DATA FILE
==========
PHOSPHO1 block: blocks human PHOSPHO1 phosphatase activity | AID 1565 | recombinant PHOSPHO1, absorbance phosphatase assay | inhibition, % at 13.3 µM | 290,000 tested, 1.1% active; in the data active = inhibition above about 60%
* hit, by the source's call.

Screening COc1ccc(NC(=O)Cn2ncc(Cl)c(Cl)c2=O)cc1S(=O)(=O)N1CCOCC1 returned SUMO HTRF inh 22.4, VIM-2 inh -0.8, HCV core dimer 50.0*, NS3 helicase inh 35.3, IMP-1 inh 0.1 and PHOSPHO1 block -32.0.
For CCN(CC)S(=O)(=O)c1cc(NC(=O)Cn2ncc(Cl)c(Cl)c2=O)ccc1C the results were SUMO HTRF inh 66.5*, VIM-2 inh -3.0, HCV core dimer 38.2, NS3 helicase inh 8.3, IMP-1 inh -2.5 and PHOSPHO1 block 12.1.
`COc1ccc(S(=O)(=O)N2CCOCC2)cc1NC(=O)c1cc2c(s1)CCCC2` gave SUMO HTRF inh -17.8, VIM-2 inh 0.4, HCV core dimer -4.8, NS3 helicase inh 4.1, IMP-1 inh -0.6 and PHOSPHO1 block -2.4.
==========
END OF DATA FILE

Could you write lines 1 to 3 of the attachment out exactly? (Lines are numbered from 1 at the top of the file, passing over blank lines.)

PHOSPHO1 block: blocks human PHOSPHO1 phosphatase activity | AID 1565 | recombinant PHOSPHO1, absorbance phosphatase assay | inhibition, % at 13.3 µM | 290,000 tested, 1.1% active; in the data active = inhibition above about 60%
* hit, by the source's call.

Screening COc1ccc(NC(=O)Cn2ncc(Cl)c(Cl)c2=O)cc1S(=O)(=O)N1CCOCC1 returned SUMO HTRF inh 22.4, VIM-2 inh -0.8, HCV core dimer 50.0*, NS3 helicase inh 35.3, IMP-1 inh 0.1 and PHOSPHO1 block -32.0.